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New Product: Baour: Strands of Death [novella]

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Baour: Strands of Death is a fantasy courtroom novel by European RPG critic Dirk Vandereyken. It is published by Blackwyrm Books.

 

In a small village, a necromancer stands trial. At the center of the universe, the Spider that wove All watches intently. Webs are spun in the courtroom, of magic, of lies, and of scandal. The mage Baour argues that he supercedes not only man’s laws, but god’s! What he truly wants may only be uncovered through testimony. As strange magics meet strange deaths, can the reality be unmasked? And should it?

 

This product is available in the Non-Hero Products portion of the Hero Store.

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Re: New Product: Baour: Strands of Death [novella]

 

One interesting thing about this story is that (just about) each chapter is written from a different character's point of view, as told through testimony.

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Re: New Product: Baour: Strands of Death [novella]

 

The Upside:

 

Baour advertises itself as a courtroom fantasy thriller. And it contains all the trappings of your typical courtroom dramas, as each witness takes the stand and adds twists and turns to the story. Thankfully, it's not really a mystery, at least it isn't presented as a mystery. It takes the guise of a man defending his actions as not punishable.

 

The set up is relatively simple, a fantasy world where the people worship Seraphelim, known agents of power. Whether they are Gods or just extremely powerful is left to debate, but they are worshipped just the same. Between the common man and the Seraphelim is the Priesthood. It is made quickly apparent that the main character - a Necromancer named Baour - is unhappy with the state of things. Specifically he seems to hold a grudge with the Priesthood.

 

Baour stands on trial accused of communing with the dead. The novel starts with him pleading Guilty, then declaring that the Divine Law that judges him has no power and no meaning. And thus the trial begins as he defends his position. Taking place in a church, no one can leave the trial until it is concluded.

 

As each town person takes the stand the novel pulls the reader through a town of secrets, plagued by an incurable and unknown disease, and the Priesthood itself seems to be corrupted. Baour questions everyone's assumptions, makes them second guess their own ideas and beliefs, and ultimately starts to to turn the small populace on itself.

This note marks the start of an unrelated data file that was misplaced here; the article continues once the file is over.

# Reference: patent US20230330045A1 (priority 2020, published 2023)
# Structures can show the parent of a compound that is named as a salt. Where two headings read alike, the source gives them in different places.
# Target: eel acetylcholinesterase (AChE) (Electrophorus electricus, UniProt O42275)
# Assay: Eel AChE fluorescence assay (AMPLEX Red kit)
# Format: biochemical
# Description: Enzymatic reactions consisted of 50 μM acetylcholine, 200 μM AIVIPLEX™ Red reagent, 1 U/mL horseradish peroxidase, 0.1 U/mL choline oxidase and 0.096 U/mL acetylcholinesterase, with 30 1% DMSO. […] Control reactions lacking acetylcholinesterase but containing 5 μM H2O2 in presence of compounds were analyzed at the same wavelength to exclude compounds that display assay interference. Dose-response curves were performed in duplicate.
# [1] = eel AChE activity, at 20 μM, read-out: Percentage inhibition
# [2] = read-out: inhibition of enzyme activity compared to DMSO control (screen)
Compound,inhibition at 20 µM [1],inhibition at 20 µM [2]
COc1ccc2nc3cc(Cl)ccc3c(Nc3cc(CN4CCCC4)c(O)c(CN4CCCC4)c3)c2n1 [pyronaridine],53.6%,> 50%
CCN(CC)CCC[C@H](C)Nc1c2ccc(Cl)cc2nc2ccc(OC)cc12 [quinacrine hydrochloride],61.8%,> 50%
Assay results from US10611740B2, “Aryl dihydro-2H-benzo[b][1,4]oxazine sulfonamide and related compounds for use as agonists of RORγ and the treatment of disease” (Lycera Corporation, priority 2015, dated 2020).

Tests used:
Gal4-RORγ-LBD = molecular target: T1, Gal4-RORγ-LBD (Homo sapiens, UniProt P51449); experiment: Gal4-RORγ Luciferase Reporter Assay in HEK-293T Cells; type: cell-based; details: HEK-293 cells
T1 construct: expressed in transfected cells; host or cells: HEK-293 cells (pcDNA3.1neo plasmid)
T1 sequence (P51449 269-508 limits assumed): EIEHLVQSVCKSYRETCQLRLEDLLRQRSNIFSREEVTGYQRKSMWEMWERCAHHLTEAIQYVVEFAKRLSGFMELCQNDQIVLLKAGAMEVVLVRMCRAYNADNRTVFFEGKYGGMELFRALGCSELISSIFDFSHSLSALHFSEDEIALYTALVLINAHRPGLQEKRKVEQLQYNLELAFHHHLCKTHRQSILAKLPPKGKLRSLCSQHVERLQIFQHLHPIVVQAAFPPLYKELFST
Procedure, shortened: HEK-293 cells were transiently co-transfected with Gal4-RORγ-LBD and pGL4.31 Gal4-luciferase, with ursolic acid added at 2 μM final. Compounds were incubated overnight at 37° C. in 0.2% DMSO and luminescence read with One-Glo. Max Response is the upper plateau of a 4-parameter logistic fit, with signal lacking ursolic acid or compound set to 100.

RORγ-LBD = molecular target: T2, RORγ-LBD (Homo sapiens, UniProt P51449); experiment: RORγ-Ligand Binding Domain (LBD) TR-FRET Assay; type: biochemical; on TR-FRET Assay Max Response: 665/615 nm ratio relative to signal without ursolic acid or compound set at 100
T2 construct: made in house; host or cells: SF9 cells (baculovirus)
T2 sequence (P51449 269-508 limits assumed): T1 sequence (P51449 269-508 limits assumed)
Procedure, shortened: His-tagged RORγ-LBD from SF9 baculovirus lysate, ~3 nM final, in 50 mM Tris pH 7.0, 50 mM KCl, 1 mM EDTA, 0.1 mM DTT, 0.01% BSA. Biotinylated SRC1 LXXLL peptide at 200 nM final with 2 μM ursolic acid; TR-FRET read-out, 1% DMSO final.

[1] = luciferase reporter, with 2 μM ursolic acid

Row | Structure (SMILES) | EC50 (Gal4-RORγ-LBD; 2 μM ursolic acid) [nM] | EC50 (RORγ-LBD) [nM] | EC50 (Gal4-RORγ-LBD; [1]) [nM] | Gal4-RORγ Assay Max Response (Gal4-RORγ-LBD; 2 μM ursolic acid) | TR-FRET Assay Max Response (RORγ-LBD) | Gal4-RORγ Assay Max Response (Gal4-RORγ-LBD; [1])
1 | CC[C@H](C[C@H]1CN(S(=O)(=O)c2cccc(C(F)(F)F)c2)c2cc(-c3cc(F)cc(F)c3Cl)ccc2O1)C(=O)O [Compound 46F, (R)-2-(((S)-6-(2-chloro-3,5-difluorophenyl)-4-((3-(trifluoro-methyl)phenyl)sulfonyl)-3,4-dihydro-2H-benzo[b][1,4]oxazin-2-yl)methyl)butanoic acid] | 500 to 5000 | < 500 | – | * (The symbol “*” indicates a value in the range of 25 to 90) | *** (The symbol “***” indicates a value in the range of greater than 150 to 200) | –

I'm not a big fan of fantasy novels, but this one simply uses Fantasy as a setting to take advantage of the idea of monsters, and magic, and nicely sidesteps the legal bantering, need for scientific over explanation and similar issues that make up your average modern court-room drama.

 

Baour is indeed guilty of the accused crime, but he turns the tides, making it known that his crime is not only the least criminal act occurring recently, but one that might actually help the people rid themselves of the disease that has inflicted them all.

 

Starting with the testimony of the town witch, moving on to the affluent and hauty tailor, a young man apprenticing himself to Baour, the inkeeper, and finally one of the towns own priests. Each person tells their story, adding to the tapestry of the town and a new point of view on the crimes and motives of the townsfolk, and then Baour questions each of them in him own devious way. The testimonies are interrupted with enough action and twists to make each person a story unto themselves.

 

The novel is paced well, has enough twists to keep you turning the page, without needing to hide facts. It doesn't provide a plot twist just to provide a plot twist. Each story is nicely told from the perspectives and motives of the speaker. At the end Baour's plan comes to a head, and we get a few final twists in the plot to add closure to the whole thing.

 

Being a bit of a mystery, I've left a lot of things vague - the book is worth the read. Fun, well paced, well thought out, and an poses the question of where one should draw their faith from.

 

The Downside:

 

The plot itself seems to be oddly absent until the very end of the book. Which both pulled me a long, and frustrated me. At times it seemed that it was going nowhere, or trundling along without rhyme or reason. Though the style kept me reading, so I can't say too much against it beyond being a little frustrated for the first third.

 

The Otherside:

 

It's a fun read, the characters are interesting, even if the plot itself is elusive. I'd definitely recommend this if you're into mystery and drama, the fact that it is in a fantasy setting is almost immaterial, but does lend to the background of the books premise quite nicely.

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